While diet might be the first thing that comes to mind when you hear the term “vegan”, it can also apply to clothing, cosmetics, and more! Animal Place promotes ethical veganism. This means a person’s choices and lifestyle seeks to avoid cruelty and suffering at all practical costs. Living compassionately just takes a little know-how.
Clothes, shoes, and bags: Ditch leather and exotic skins for ethically sourced vegan leather made from materials like recycled nylons, cork, or other plant-based materials (mushroom or pineapple leather, anyone?).The leather industry contributes to the needless suffering of sentient beings, and the tanning process involves chemicals that create hazardous waste and pose health risks to nearby communities. Say “bye” to wool, cashmere, and angora with organic cotton, hemp, or bamboo alternatives. Opt for vegan faux-fur but buyer beware! Some labels that say “faux fur” or “fake fur” may contain a blend of real and fake fur.
Beauty products: A bunny logo on packages lets consumers know the product is less cruel…but is it vegan? Not necessarily. The bunny means the final product was not tested on animals, but it does not mean the product is animal-free. Tallow (rendered animal fat) is in many cosmetics, while carmine (extracted from cochineal insects) is in some eye-shadow and lipstick. Shop from the expanding market of alternative beauty products, ranging from sunscreen to nail polish — even tattoo ink!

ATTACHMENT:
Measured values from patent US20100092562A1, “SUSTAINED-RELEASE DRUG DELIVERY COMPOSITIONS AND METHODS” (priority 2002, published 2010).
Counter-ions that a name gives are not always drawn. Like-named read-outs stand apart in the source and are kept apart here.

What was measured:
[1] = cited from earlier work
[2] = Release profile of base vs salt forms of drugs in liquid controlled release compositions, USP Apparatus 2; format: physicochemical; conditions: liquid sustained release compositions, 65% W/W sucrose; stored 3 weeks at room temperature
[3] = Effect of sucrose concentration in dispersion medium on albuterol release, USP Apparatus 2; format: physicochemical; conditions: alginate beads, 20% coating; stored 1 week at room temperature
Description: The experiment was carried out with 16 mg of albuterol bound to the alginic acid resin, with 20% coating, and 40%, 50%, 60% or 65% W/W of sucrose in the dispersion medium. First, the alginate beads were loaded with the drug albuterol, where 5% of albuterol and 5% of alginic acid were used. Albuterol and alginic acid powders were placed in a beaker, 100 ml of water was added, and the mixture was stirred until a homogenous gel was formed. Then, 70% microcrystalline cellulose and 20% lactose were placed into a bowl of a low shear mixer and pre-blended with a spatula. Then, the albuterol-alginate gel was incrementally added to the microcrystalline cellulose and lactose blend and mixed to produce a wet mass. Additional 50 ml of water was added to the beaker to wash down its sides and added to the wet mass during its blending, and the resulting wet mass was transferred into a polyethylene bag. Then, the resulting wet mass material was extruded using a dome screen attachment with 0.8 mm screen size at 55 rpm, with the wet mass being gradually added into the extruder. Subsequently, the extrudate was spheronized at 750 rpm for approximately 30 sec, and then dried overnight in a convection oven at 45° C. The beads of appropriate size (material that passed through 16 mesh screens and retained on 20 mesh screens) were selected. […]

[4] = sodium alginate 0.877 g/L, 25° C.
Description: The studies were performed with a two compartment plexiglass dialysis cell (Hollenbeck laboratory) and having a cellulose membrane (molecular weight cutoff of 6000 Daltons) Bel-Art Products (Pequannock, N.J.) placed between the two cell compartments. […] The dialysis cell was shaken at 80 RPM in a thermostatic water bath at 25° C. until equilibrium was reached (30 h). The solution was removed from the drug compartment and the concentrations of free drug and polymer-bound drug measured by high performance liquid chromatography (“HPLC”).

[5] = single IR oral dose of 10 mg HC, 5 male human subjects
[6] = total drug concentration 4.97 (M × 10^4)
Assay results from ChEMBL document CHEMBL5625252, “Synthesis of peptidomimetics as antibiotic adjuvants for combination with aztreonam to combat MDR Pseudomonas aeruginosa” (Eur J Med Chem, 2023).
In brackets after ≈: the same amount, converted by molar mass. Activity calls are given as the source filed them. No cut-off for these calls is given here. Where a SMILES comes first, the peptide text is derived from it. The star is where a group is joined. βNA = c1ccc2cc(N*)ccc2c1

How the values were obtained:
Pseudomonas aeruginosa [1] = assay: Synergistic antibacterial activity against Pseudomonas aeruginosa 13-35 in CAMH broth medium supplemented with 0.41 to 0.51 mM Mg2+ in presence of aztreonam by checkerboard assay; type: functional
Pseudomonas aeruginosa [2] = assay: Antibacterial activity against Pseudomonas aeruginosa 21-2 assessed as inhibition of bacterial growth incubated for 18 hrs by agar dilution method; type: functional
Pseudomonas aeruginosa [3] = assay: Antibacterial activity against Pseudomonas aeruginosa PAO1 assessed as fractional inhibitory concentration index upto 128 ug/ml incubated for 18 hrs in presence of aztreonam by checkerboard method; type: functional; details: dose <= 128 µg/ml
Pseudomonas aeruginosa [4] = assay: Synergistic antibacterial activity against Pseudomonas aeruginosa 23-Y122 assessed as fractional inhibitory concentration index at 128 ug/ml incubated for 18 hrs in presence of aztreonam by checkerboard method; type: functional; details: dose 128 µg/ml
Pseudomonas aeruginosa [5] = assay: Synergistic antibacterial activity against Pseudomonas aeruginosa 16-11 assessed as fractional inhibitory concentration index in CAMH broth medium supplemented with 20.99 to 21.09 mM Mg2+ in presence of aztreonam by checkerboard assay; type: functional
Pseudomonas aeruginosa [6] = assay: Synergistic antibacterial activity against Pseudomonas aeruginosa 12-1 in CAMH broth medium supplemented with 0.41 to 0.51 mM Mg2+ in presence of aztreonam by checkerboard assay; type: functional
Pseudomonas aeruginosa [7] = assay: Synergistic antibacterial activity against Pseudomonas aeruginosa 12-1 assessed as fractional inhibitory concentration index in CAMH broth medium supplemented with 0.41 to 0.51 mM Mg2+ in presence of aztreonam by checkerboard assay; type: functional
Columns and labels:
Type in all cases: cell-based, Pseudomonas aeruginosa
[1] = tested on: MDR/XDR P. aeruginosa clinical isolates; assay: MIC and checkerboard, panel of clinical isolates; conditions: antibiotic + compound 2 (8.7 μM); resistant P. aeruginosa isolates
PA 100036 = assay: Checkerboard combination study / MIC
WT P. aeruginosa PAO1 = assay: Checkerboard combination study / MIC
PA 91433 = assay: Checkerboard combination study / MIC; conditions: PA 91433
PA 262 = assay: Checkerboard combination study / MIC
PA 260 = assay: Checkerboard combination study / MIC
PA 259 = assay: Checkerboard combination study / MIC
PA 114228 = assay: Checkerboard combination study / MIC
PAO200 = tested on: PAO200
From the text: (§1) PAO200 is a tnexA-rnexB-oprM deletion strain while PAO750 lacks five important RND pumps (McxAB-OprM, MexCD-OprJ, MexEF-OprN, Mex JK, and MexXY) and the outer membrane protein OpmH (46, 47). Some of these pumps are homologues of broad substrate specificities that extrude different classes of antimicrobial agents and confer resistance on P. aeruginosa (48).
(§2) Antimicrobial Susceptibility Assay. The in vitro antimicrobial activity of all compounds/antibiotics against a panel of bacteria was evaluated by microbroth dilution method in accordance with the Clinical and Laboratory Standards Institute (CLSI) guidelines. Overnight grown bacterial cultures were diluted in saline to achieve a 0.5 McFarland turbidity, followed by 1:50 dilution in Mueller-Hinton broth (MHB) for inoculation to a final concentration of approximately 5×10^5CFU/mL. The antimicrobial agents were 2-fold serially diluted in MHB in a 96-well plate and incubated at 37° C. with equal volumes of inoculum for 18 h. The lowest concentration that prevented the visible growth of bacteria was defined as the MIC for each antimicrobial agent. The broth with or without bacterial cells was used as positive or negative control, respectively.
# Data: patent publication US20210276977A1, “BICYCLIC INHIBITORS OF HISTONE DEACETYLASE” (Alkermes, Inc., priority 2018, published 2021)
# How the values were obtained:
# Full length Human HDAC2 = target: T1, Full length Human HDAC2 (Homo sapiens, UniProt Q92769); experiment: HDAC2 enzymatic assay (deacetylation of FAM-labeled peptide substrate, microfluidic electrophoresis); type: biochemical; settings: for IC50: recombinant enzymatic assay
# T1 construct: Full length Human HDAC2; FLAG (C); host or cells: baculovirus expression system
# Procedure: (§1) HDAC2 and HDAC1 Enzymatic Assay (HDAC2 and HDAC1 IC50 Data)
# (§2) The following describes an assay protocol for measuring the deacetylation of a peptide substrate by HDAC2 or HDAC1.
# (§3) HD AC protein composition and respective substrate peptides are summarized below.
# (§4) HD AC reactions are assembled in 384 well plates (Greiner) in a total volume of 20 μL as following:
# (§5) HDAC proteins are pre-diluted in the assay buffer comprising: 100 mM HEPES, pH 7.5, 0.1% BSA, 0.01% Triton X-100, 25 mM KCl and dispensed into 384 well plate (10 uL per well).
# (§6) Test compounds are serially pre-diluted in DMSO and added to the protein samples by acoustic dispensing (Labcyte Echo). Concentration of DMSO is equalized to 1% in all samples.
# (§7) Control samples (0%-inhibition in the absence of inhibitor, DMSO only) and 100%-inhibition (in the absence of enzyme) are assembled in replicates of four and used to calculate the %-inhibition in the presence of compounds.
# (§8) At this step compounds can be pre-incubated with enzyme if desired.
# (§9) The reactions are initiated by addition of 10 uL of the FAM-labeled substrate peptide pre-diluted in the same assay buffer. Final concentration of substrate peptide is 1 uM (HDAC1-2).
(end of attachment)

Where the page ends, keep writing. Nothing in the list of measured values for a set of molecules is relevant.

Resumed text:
Household products: Laundry detergents, soaps, and carpet cleaners — add these to the list of things that might not be vegan.. Many of these products are tested on animals and/or contain animal-derived products like lanolin (from sheep’s wool) or beeswax. Household products can also include harsh chemicals that can make their way into waterways causing harm to the ecosystem. There are many alternatives made with vinegar, essential oils, and baking soda instead.
Entertainment: Circuses with animals, marine parks with whale and dolphin shows, local fairs with pony rides are just a few examples of entertainment that exploit animals. Try a circus where the only performers are human (e.g. Cirque du Soleil). Or, attend vegan events that benefit your favorite non-profits, like comedy shows, galas, and fun runs.
Check out Animal Place’s Vegan Lifestyle Guide for more information on ethical living!
Written By: Rachel Barrington